Web Analytics
Limerick Lawsuit: Widow Seeks £5,000 in Damages, Judge Upholds Dublin Venue for Impartial Trial – Limerick Gazette

Limerick Lawsuit: Widow Seeks £5,000 in Damages, Judge Upholds Dublin Venue for Impartial Trial

In a recent lawsuit in Limerick, a widow, Mrs. Barry, has sought £5,000 in damages following the death of her husband, Dr Barry, who was involved in a tragic accident. The accident occurred on November last year when the defendants’ dray, driven by a person identified as O’Leary, collided with the car in which Dr Barry was traveling. As a result, Dr Barry sustained serious injuries to his left leg and eventually succumbed to the injuries in February. The lawsuit, brought under Lord Campbell’s Act, accused the defendants and their servant of negligence in causing the accident.

The legal teams for both the plaintiff and defendants recently held a hearing in King’s Bench Division No. 1 before Mr Justice Wright. The Solicitor-General, K.C.; Mr O’Rshaughnessy, K.C.; Mr Lynch, and Messrs. P. S. Connolly and Co., represented the plaintiff. On the other hand, Mr Matheson, K.C.; Mr Phelps, and Mr Fitt appeared for the defendants.

The defendants’ legal team moved to change the venue of the case to the city of Limerick, arguing that a fair and impartial trial could be had there, and that the expenses for traveling to Dublin would be at least £100 more. They also refuted the allegations of negligence and stated that they were not responsible for the accident.

In her affidavit, Mrs. Barry claimed that O’Leary was not only the driver of the dray but was on the wrong side of the street when the accident occurred. Furthermore, she expressed her concern that it would be impossible for her to get a fair trial in Limerick due to several local influential persons who were shareholders in the defendant’s firm. She also accused the defendants of deliberately delaying the case by keeping back essential documents.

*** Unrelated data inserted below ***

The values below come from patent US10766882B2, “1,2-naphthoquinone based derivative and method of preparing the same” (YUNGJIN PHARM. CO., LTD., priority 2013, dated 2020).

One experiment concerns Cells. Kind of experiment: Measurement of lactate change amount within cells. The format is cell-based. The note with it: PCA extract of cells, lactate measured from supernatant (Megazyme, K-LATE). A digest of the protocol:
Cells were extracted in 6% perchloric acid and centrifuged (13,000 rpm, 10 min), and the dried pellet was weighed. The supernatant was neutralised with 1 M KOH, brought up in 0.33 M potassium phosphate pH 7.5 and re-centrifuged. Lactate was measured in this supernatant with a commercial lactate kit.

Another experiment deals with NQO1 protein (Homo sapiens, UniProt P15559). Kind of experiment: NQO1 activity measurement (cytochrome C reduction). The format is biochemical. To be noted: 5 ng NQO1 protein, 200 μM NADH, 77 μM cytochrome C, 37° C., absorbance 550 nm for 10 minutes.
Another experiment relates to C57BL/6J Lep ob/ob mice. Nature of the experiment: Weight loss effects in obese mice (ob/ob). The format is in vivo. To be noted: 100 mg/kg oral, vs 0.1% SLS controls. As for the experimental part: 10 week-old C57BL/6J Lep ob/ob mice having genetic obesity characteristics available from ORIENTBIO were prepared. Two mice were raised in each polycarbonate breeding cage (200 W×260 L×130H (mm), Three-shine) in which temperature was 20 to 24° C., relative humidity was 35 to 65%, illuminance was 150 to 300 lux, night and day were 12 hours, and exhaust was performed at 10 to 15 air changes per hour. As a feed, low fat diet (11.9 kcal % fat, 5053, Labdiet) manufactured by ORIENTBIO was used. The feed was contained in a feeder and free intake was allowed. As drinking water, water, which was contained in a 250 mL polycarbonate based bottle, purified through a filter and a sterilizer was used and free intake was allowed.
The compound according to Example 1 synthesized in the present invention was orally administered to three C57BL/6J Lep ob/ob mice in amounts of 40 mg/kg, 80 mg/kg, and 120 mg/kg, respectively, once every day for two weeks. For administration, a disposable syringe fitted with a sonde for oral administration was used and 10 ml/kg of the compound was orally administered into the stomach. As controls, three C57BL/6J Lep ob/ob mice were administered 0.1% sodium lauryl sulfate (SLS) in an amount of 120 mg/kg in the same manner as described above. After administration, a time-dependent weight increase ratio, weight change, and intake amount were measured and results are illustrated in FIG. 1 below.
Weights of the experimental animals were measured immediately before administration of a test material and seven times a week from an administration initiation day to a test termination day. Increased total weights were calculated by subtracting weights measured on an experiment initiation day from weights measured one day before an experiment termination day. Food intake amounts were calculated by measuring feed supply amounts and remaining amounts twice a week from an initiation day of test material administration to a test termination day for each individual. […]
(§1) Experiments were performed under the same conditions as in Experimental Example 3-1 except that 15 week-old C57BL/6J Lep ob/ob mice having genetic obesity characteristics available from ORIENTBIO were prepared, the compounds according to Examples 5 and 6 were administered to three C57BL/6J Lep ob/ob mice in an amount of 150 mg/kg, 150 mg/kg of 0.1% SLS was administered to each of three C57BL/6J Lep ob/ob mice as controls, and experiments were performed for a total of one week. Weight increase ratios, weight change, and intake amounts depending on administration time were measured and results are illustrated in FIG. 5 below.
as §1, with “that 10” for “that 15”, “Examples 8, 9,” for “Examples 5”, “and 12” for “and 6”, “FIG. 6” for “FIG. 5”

The defendants countered these accusations, claiming that the plaintiff’s claims were exaggerated and unsupported. They maintained that a fair and impartial trial could be held in Limerick and that the additional expense was not a significant factor.

In his ruling, Mr Justice Wright expressed his preference for having the case tried in a full Divisional Court and highlighted the importance of impartial justice. He noted that it was clear that if the plaintiff proved her case, the damages should be substantial and that the defendants might not require as many witnesses as they claimed. In considering both sides’ arguments, his Lordship concluded that the case should remain in Dublin, given the potential influence of powerful individuals connected to the defendant in Limerick. He refused the defendants’ application to change the venue and ordered them to cover the plaintiff’s costs.

This case underscores the importance of ensuring a fair and unbiased trial and supports a widow’s pursuit of damages for her husband’s untimely death. The legal battle and deliberations over the case’s venue highlight the complexities and challenges in obtaining justice for the aggrieved party. Moreover, the case serves as a reminder of the significance of transparency and full disclosure in the legal process.

Northants Evening Telegraph – Wednesday 28 May 1902